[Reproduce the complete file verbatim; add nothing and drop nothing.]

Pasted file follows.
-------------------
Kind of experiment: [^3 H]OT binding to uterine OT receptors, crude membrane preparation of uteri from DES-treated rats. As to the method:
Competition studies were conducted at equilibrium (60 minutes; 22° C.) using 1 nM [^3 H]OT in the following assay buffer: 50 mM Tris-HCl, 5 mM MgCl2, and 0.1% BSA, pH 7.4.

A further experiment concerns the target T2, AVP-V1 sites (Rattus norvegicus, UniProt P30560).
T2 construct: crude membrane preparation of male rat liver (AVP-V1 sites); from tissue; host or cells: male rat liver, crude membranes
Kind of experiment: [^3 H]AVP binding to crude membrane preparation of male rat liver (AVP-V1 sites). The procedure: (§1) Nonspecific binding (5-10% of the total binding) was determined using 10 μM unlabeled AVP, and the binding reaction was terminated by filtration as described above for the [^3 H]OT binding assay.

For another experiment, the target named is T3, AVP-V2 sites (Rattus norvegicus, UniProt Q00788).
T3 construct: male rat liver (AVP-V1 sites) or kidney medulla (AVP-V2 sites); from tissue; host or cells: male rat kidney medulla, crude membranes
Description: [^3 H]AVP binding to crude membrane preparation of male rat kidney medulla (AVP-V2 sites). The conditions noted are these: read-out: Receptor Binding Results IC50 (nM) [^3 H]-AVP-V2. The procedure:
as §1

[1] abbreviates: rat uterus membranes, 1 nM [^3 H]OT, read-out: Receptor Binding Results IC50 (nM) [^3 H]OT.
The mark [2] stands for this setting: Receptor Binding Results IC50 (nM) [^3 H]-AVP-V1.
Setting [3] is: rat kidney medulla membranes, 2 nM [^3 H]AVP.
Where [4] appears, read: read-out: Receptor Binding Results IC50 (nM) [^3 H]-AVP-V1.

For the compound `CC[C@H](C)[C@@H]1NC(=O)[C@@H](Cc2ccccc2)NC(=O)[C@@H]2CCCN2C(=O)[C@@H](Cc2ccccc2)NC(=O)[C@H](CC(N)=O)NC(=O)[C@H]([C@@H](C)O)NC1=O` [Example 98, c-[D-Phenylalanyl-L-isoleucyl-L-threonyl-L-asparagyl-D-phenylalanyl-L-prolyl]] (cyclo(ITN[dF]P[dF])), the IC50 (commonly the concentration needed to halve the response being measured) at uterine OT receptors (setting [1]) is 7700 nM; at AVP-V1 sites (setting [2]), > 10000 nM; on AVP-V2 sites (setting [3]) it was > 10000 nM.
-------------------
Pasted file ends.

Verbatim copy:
Kind of experiment: [^3 H]OT binding to uterine OT receptors, crude membrane preparation of uteri from DES-treated rats. As to the method:
Competition studies were conducted at equilibrium (60 minutes; 22° C.) using 1 nM [^3 H]OT in the following assay buffer: 50 mM Tris-HCl, 5 mM MgCl2, and 0.1% BSA, pH 7.4.

A further experiment concerns the target T2, AVP-V1 sites (Rattus norvegicus, UniProt P30560).
T2 construct: crude membrane preparation of male rat liver (AVP-V1 sites); from tissue; host or cells: male rat liver, crude membranes
Kind of experiment: [^3 H]AVP binding to crude membrane preparation of male rat liver (AVP-V1 sites). The procedure: (§1) Nonspecific binding (5-10% of the total binding) was determined using 10 μM unlabeled AVP, and the binding reaction was terminated by filtration as described above for the [^3 H]OT binding assay.

For another experiment, the target named is T3, AVP-V2 sites (Rattus norvegicus, UniProt Q00788).
T3 construct: male rat liver (AVP-V1 sites) or kidney medulla (AVP-V2 sites); from tissue; host or cells: male rat kidney medulla, crude membranes
Description: [^3 H]AVP binding to crude membrane preparation of male rat kidney medulla (AVP-V2 sites). The conditions noted are these: read-out: Receptor Binding Results IC50 (nM) [^3 H]-AVP-V2. The procedure:
as §1

[1] abbreviates: rat uterus membranes, 1 nM [^3 H]OT, read-out: Receptor Binding Results IC50 (nM) [^3 H]OT.
The mark [2] stands for this setting: Receptor Binding Results IC50 (nM) [^3 H]-AVP-V1.
Setting [3] is: rat kidney medulla membranes, 2 nM [^3 H]AVP.
Where [4] appears, read: read-out: Receptor Binding Results IC50 (nM) [^3 H]-AVP-V1.

For the compound `CC[C@H](C)[C@@H]1NC(=O)[C@@H](Cc2ccccc2)NC(=O)[C@@H]2CCCN2C(=O)[C@@H](Cc2ccccc2)NC(=O)[C@H](CC(N)=O)NC(=O)[C@H]([C@@H](C)O)NC1=O` [Example 98, c-[D-Phenylalanyl-L-isoleucyl-L-threonyl-L-asparagyl-D-phenylalanyl-L-prolyl]] (cyclo(ITN[dF]P[dF])), the IC50 (commonly the concentration needed to halve the response being measured) at uterine OT receptors (setting [1]) is 7700 nM; at AVP-V1 sites (setting [2]), > 10000 nM; on AVP-V2 sites (setting [3]) it was > 10000 nM.